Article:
The PDP and PEP are designed to operate on distinct devices or machines, but it is also contemplated that PDP could run on the same physical device as the PEP. In such a case, the PDP could be operated within a special secure zone on the device, e.g. a “trusted zone” having additional security characteristics beyond those of other functional parts of the device. The PDP is a service that responds to concurrent requests from numerous PEP instances on multiple handsets as shown previously in the right side of FIG. 1.

FIG. 6 depicts a conceptual stack diagram that shows a granular breakdown of PEP and PDP service elements. The PEP is implemented typically as a function call that guards the completion of an action that is protected by policy. The PEP has access to context data that helps arrive at a decision. Also, the PEP can access a decision cache to reduce load on the PDP and improve overall performance, as well as providing a backup means for handling a lack of response from a query to a PDP, from causes such as a wireless communication failure, or service or network outage.

In FIG. 6, the context block is able to provide contextual information (described, for example, using the SAOAE model defined above) to the PEP including executing binary identifier (SHA1 hash, file metadata), network connection information (interface name and type), location, current user. The call handler is responsible for maintaining and coordinating PEP calls and context. Each outstanding call is a unique instance to support multitasking/concurrency. Responses or timeouts must match a call instance. The callback table provides functions to the PDP. These functions (handlers) satisfy PDP requests for additional information during policy evaluation when the situation arises that inadequate information (e.g., GPS location or X.509 certificate attribute) was presented with the initial decision request. The callback table will also support operations such as decision cache flush or features including device remote-disable trigger and device remote backup.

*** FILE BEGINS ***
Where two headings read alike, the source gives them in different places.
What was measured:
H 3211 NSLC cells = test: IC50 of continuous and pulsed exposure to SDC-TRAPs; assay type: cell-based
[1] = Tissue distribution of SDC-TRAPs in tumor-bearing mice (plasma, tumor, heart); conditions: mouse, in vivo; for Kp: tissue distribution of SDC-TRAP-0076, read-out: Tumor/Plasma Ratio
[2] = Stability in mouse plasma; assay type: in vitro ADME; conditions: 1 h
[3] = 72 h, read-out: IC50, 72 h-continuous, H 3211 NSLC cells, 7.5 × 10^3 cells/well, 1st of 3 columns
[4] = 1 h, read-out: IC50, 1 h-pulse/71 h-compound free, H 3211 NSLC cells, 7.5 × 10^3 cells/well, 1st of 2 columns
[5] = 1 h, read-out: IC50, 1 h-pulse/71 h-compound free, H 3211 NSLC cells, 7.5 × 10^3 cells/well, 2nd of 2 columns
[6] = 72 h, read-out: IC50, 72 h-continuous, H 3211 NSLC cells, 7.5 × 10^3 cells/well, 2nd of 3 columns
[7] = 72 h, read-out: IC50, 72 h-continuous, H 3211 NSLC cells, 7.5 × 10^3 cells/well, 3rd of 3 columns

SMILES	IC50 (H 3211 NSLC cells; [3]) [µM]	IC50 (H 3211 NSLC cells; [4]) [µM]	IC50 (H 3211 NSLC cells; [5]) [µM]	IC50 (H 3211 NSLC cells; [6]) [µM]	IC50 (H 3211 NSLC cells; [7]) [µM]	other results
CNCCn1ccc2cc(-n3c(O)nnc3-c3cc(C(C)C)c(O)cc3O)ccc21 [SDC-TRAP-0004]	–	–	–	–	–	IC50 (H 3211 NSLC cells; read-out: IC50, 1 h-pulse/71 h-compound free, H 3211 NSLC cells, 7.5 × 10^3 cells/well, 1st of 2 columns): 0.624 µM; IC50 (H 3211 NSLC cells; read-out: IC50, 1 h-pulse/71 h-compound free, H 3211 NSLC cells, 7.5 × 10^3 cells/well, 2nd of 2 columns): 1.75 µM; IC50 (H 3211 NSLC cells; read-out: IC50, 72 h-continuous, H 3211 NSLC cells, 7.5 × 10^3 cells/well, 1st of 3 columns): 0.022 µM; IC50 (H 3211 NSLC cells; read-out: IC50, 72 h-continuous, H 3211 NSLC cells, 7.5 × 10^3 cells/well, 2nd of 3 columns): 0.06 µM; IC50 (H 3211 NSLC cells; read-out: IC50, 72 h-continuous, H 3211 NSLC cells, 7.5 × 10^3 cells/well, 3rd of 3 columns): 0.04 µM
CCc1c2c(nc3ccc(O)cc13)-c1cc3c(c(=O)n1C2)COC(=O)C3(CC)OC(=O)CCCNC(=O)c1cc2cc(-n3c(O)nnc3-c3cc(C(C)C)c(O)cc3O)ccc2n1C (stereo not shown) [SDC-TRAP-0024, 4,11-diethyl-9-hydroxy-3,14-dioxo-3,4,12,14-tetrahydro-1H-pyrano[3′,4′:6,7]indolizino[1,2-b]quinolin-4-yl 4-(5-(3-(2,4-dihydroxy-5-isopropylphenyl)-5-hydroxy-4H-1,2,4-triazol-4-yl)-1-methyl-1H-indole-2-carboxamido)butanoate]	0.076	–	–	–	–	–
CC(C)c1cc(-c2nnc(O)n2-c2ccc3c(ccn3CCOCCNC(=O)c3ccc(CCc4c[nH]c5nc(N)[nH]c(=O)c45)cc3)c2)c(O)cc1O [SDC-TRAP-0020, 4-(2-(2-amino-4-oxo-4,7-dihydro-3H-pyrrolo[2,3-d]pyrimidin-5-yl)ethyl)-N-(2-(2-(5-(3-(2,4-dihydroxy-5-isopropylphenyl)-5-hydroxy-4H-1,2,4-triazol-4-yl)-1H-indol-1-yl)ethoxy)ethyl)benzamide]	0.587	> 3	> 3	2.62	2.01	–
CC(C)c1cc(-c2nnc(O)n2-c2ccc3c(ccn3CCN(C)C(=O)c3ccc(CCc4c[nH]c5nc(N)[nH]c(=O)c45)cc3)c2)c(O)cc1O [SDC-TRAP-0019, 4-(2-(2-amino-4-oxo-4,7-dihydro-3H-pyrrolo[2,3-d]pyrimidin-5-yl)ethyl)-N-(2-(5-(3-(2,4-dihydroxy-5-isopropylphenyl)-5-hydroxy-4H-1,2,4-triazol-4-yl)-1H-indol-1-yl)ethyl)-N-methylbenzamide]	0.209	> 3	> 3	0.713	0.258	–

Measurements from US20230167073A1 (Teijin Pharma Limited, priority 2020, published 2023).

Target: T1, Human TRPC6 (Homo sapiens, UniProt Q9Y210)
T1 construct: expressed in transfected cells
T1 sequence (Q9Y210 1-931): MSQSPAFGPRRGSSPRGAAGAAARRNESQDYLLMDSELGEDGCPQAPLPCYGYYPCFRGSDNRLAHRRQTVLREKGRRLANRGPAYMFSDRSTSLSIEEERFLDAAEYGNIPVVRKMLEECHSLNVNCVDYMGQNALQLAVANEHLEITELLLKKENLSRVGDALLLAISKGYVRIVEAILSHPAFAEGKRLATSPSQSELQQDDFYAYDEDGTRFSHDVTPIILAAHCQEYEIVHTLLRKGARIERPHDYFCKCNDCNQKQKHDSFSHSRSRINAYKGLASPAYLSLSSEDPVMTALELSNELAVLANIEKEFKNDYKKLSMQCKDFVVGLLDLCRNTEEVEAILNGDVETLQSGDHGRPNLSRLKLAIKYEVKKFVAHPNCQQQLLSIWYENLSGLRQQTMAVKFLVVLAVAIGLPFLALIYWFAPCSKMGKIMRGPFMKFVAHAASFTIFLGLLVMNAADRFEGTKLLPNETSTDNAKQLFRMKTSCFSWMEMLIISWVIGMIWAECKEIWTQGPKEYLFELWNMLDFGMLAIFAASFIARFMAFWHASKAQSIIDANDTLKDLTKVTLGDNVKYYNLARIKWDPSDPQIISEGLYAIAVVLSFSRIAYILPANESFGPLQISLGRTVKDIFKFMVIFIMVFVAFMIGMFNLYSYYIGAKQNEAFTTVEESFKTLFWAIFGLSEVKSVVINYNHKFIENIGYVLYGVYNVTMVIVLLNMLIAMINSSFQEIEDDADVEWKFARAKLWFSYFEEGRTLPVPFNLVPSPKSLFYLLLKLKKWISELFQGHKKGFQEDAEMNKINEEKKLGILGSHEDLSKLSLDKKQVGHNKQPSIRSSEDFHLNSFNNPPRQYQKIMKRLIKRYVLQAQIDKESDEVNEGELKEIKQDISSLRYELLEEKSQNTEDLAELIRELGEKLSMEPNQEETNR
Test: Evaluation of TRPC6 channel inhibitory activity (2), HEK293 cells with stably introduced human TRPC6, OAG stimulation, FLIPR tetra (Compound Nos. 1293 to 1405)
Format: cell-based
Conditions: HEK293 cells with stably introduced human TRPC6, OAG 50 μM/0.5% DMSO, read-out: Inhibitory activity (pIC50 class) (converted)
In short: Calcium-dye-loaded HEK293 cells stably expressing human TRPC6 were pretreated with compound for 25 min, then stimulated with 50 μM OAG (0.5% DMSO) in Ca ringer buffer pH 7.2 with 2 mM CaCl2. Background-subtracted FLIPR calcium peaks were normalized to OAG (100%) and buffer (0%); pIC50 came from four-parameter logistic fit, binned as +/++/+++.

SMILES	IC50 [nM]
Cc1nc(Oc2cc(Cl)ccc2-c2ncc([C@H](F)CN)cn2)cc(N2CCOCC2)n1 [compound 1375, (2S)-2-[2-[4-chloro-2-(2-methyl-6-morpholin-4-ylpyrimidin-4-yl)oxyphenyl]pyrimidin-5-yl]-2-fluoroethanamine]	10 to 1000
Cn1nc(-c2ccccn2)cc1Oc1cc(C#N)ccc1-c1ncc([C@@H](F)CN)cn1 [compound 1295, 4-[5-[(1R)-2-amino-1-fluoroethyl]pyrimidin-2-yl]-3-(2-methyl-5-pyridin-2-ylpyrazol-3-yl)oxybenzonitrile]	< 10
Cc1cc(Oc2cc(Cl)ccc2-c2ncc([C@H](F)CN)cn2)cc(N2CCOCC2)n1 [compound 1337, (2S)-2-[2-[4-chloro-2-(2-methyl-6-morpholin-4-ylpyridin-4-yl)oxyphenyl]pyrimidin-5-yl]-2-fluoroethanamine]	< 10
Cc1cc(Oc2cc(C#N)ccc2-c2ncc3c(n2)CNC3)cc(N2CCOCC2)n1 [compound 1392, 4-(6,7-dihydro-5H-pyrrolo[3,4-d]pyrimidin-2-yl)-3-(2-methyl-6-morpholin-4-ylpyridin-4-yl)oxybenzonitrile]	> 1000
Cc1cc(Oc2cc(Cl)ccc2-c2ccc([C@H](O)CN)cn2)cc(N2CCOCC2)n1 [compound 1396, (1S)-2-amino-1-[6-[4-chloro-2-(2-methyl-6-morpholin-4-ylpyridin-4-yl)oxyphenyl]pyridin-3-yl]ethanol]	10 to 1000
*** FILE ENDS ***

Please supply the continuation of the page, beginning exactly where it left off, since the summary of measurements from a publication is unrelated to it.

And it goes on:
Enforcement points within the framework are encountered whenever a governed action is about to occur. Enforcement points for different types of objects are implemented via different mechanisms. Separation between resource class types (such as system, application, user data) may help define an index mechanism that facilitates definition of an enforcement point.

File system controls could be implemented as depicted in FIG. 7. System resources and applications that interact with them can be defined according to device specific information. Table driven code that is automatically generated based upon configuration information or a combination of automatically generated code and base library can be employed. Pre and post functions can be provided from a library of given functions or created specifically for a given object instance. In the case of a policy expression for “data”, a classification function could reference handlers that are tuned to various scenarios and these could be coupled to use-case (for example, consumer, enterprise, and fussy enterprise modes). Additional object metadata may be applied describing the data or the purpose of the data, e.g. identifying a file as “Banking Data”. When a query is generated, this metadata can be returned to the PDP, which can then use it to aid in decision-making.